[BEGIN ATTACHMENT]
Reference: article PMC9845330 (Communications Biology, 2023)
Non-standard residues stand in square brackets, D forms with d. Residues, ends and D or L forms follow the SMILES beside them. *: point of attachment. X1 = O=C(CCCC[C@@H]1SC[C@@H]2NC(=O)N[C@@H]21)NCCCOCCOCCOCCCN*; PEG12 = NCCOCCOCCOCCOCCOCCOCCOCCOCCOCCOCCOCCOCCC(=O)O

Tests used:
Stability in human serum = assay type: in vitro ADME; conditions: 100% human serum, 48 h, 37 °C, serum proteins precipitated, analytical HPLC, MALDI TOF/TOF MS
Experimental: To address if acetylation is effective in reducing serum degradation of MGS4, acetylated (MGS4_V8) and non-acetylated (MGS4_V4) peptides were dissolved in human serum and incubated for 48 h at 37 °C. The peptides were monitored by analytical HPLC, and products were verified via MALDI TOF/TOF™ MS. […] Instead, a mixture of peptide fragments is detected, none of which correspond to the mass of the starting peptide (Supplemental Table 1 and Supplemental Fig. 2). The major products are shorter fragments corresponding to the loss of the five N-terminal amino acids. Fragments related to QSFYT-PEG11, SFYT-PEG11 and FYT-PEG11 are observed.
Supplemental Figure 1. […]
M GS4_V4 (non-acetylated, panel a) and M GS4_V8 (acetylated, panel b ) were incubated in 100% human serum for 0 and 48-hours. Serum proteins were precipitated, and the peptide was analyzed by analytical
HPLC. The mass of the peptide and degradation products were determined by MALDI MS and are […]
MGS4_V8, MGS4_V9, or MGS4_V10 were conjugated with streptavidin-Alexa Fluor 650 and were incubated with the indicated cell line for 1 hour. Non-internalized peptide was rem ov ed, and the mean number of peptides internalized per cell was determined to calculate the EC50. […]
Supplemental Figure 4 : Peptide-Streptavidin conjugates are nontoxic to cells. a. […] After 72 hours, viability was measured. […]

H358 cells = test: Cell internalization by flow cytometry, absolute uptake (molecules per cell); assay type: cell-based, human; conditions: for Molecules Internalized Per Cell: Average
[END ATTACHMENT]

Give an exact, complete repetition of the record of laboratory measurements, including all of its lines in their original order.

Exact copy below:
Reference: article PMC9845330 (Communications Biology, 2023)
Non-standard residues stand in square brackets, D forms with d. Residues, ends and D or L forms follow the SMILES beside them. *: point of attachment. X1 = O=C(CCCC[C@@H]1SC[C@@H]2NC(=O)N[C@@H]21)NCCCOCCOCCOCCCN*; PEG12 = NCCOCCOCCOCCOCCOCCOCCOCCOCCOCCOCCOCCOCCC(=O)O

Tests used:
Stability in human serum = assay type: in vitro ADME; conditions: 100% human serum, 48 h, 37 °C, serum proteins precipitated, analytical HPLC, MALDI TOF/TOF MS
Experimental: To address if acetylation is effective in reducing serum degradation of MGS4, acetylated (MGS4_V8) and non-acetylated (MGS4_V4) peptides were dissolved in human serum and incubated for 48 h at 37 °C. The peptides were monitored by analytical HPLC, and products were verified via MALDI TOF/TOF™ MS. […] Instead, a mixture of peptide fragments is detected, none of which correspond to the mass of the starting peptide (Supplemental Table 1 and Supplemental Fig. 2). The major products are shorter fragments corresponding to the loss of the five N-terminal amino acids. Fragments related to QSFYT-PEG11, SFYT-PEG11 and FYT-PEG11 are observed.
Supplemental Figure 1. […]
M GS4_V4 (non-acetylated, panel a) and M GS4_V8 (acetylated, panel b ) were incubated in 100% human serum for 0 and 48-hours. Serum proteins were precipitated, and the peptide was analyzed by analytical
HPLC. The mass of the peptide and degradation products were determined by MALDI MS and are […]
MGS4_V8, MGS4_V9, or MGS4_V10 were conjugated with streptavidin-Alexa Fluor 650 and were incubated with the indicated cell line for 1 hour. Non-internalized peptide was rem ov ed, and the mean number of peptides internalized per cell was determined to calculate the EC50. […]
Supplemental Figure 4 : Peptide-Streptavidin conjugates are nontoxic to cells. a. […] After 72 hours, viability was measured. […]

H358 cells = test: Cell internalization by flow cytometry, absolute uptake (molecules per cell); assay type: cell-based, human; conditions: for Molecules Internalized Per Cell: Average